Some exciting, some bizarre, and some tragic events of war occurred between a Japanese fleet's first attack on Dutch Harbor on June 2, 1942 and Japan's occupation of Attu and Kiska, which began just five confused days later on June 7. I would refer readers to "The Thousand-Mile War" by Brian Garfield. My 1981 edition of Garfield's book is labeled a "Bantam War Book" and has a Navy PBY on its cover, but inside one discovers that first publication was by Doubleday in 1969. Garfield not only details the attack by the Japanese and the defense by U.S. forces, but includes the orders received by the Japanese fleet commander during his Aleutian attack operation to send his carriers south to rendezvous with the now defeated main body of Japan's Midway attack force. Those orders, never carried out, allow author Garfield the opportunity to tell his readers in a masterful way, how the war was going in the Pacific in the summer of 1942.
It was as part of the northern prong of its attack on Midway Island, that the Japanese, on 7 June 1942, occupied Kiska and Attu, out at the end of the Aleutian chain of islands. This occupation was preceded by Japanese carrier aircraft raids on the U.S. Navy installations at Dutch Harbor, located on Unalaska Island.
In the context of the six years of active hostilities in World War II, Japan's stay in the Aleutians turned out to be relatively brief. On June 7, 1942, the Japanese commenced landing on Attu and Kiska and quickly captured or killed the occupants there. By the end of May 1943, after a bloody three weeks, the killing of most of the Japanese defenders and the capture of but a handful, the Japanese were eliminated from Attu.
A Japanese objective in the Aleutian sub-strategy to its attack on Midway included bombing attacks on Dutch Harbor, primarily to make the U.S. Navy believe that its Dutch Harbor seaplane base installations were an occupation target. From code breaking, Admiral Nimitz at Pearl Harbor knew that their basic Aleutian intention was to make occupation force landings on Adak, Kiska and Attu to the west. Overlooked by the Japanese until its forces had undergone air surveillance and resistance from islands not believed by them to be militarized, was a U.S. Army Air Corps air base on Umnak Island and another at Cold Bay. These were part of Buckner's handiwork. The disturbing discovery that there were gaps in its intelligence about U.S. airfields in the Aleutians very likely led the Japanese high command to its decision to abandon the Adak landings and concentrate on Attu and Kiska. One does not have to reach for the moon to credit Buckner's vision here. Dismay that their intelligence had not revealed an important U.S. presence created a major change in Japan's objectives. This change left the door open to a major opportunity for the United States. That opportunity was Adak, and Adak ultimately became the pivot of the U.S. Navy's air and sea operations in the Aleutians.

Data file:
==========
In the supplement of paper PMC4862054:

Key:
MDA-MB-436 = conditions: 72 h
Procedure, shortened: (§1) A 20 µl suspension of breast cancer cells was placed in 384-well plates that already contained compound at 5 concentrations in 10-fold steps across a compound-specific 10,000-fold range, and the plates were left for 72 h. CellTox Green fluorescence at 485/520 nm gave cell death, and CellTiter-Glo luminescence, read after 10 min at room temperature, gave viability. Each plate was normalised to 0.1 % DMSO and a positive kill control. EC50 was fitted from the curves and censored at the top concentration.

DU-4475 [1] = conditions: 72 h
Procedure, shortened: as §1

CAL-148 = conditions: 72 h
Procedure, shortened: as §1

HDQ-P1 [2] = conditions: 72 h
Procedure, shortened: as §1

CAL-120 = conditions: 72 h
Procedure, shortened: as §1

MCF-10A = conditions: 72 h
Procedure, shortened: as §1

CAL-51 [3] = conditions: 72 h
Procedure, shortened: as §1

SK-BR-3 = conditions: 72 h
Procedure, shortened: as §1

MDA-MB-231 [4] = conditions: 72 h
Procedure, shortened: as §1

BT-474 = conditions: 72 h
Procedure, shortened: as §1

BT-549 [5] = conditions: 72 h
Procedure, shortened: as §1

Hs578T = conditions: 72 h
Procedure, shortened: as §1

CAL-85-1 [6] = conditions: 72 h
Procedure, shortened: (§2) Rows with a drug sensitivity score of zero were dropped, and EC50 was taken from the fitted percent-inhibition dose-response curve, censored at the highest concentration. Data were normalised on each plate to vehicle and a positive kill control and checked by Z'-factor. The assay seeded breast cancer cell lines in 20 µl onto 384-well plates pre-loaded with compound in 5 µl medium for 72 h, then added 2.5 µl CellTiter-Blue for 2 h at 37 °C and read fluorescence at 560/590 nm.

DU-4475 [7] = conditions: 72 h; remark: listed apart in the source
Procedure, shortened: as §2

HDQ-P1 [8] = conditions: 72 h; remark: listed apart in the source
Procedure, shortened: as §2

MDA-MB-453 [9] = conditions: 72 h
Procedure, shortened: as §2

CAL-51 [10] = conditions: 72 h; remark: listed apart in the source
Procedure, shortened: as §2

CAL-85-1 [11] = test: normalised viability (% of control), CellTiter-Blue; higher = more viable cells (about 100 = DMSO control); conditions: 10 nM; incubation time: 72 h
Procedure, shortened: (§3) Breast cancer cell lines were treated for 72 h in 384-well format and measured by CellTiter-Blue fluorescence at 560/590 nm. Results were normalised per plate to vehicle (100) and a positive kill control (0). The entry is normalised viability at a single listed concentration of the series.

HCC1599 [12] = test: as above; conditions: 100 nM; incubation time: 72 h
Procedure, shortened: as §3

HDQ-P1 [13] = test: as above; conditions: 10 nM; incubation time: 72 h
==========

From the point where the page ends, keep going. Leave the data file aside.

Both the United States and the Japanese had defensive strategy objectives in the Aleutians. Neither figured to invade the other's heartland by use of the Aleutian chain as steppingstones.
The Japanese sea force approaching the Gulf of Alaska in early June, 1942, consisted of cruisers, destroyers, an oiler, transports with troops, and of prime importance to U.S. commanders, two aircraft carriers. Their first mission was to attack Dutch Harbor before the main body of the Japanese Fleet, which included its four large carriers, attacked Midway Island. Japan's military strategists intended to influence Admiral Nimitz and our Pacific command to send forces north to the Aleutians to defend against an invasion there and thereby weaken his Midway defense options. Nimitz did send a small cruiser/destroyer force north under Rear Admiral Theobold. But, he sent no U.S. carriers. Nimitz had none to spare.
The U.S. Navy base at Dutch Harbor in Unalaska Island west of Unimak Island supported PBY Catalina patrol seaplanes, and their seaplane tenders. There were fuel storage facilities, some radio communications towers, and a detachment of U.S. Marines. It was defended by anti aircraft gunnery installations. These were well dug in, but of insufficient range and without modern fire control. Four-stack U.S. destroyers dating from World War I were also based there but their gun systems were also outdated.
The U.S. Corps of Engineers had prepared and put into operation for the U.S. Army Air Corps, primitive airfield installations at Cold Bay and on Umnak Island. At these bases were some P-40 Warhawks, B-26 Marauders and a few B-17 Flying Fortresses. The airfields were "paved" with steel matting that gave ground under the weight of the heavier aircraft, setting up a kind of sine wave under the heavier aircraft as these moved down the "runways."